Well. I had my map quiz today. It went pretty well, I thought, except for me forgetting where Meir was. That's alright though. Who cares about Meir anyway?
Most of today seemed to be made up of people asking various professors about class on Thursday, and whether or not it could be cancelled. This week, tons of people are going out of town, for a 4 day weekend. We have Tuesday off like normal and have Wednesday off because of Armed Forces Day, so most students are just planning to skip Thursday. I know some people who are going to Luxor and Aswan, some who are going to Jordan (and renting a car - scary!), and even one girl who is going to Istanbul. I'm actually a little jealous of her, because I've been to Luxor, and I have a trip to Jordan planned later this semester, but I don't have any plans about Istanbul. Maybe if I have any money left after winter break I'll figure it out and pay Turkey a visit. It's Istanbul, not Constantinople now...
I did research in the library today for both my essays, one of which is due on Sunday. I hope I'll actually make myself write it tomorrow or Wednesday, but I might not. I do have almost a whole week, after all!
Wow, today was boring, looking back on it. Geez. Maybe I should have made plans for this weekend just to have something to spice up my blog with.
I guess tomorrow I am going to the Egyptian museum, though. It should be pretty interesting to have Professor Ikram there to explain things. From what I've heard the museum is not organized in any way that is conducive to easy understanding, unless one knows what to look for. Lucky for me, I'll have a professional Egyptologist as a tour guide!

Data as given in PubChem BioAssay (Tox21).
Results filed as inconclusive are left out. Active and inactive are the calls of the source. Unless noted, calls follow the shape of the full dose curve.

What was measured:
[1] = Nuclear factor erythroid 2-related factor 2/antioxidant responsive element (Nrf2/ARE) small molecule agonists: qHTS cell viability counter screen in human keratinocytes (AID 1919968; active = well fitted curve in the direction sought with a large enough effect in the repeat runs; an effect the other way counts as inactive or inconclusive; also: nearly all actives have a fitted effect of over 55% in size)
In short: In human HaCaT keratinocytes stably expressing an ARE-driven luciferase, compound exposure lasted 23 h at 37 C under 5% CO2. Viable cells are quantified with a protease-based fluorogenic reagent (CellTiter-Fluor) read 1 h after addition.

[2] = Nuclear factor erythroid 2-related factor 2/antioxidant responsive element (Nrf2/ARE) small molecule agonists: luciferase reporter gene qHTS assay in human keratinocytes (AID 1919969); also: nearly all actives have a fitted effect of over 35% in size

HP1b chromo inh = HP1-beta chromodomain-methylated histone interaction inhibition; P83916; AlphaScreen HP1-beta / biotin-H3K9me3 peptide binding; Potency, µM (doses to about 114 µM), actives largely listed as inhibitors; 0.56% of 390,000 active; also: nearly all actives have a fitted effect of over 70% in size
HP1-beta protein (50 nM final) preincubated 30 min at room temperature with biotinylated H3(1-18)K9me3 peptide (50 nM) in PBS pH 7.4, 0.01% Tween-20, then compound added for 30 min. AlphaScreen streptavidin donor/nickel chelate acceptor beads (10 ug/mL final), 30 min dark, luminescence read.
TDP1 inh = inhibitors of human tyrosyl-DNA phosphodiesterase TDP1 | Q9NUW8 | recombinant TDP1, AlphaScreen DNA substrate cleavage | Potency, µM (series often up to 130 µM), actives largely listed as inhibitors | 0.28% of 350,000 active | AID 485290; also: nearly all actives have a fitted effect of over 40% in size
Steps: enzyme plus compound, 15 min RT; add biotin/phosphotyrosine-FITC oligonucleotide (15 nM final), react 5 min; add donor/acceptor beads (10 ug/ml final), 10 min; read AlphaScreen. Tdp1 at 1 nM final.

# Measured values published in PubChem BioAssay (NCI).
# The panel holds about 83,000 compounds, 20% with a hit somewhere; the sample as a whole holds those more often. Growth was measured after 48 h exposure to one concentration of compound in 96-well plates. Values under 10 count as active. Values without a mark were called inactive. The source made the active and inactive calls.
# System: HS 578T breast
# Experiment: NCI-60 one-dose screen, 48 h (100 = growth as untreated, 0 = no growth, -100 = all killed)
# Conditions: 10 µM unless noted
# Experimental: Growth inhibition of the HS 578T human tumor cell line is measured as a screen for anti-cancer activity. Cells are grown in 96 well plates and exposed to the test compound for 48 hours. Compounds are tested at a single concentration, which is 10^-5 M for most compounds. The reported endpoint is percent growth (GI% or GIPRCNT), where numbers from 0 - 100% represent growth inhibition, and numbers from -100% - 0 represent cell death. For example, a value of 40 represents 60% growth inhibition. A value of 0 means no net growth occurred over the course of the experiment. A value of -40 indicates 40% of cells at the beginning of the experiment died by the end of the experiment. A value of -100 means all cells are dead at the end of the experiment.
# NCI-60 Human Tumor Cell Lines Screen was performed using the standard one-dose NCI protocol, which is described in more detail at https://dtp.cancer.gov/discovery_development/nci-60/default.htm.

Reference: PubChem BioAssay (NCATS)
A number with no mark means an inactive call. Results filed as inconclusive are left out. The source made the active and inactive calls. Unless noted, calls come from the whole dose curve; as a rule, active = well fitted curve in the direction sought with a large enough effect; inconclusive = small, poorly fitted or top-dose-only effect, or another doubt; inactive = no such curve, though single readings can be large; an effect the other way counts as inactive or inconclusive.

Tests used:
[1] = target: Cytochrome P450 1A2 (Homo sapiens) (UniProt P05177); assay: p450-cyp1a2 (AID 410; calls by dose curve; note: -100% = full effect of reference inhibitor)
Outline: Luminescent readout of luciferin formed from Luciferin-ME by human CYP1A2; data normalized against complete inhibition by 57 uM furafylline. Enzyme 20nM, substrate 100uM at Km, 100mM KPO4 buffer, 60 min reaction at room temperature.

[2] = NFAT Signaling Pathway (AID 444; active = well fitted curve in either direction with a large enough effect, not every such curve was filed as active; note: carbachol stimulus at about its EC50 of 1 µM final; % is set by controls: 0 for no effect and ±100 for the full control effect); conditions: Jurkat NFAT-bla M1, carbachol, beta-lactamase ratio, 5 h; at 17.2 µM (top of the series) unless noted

The bus ride home today was a long one as well, almost an hour and a half. For some reason, I woke up halfway through, which was odd, because I'm normally asleep right up until the bus parks at the curb and it's time to get out.
When I woke up on the bus this time, we were just climbing an onramp to merge with the ring road, Cairo's main highway. Every minute or so, the bus would be able to crawl forward another ten or twenty feet, but not before it rolled back a few when the driver took his foot off the brake. I tried to ignore the little lurches, and looked out the window.
As far as I could see across the city, in all directions, the light was the same. It was around sunset, but I couldn't see the sun. Instead, it was like a giant grey bowl had been turned upside down and placed over the city, cutting off everything else. The sky was absolutely uniform, with no individual clouds or rays of light to break through the silent grey. At first, I thought for a moment that it might be rain clouds. Then I realized that the clouds were made of smog, hung so low over the city they covered the sky.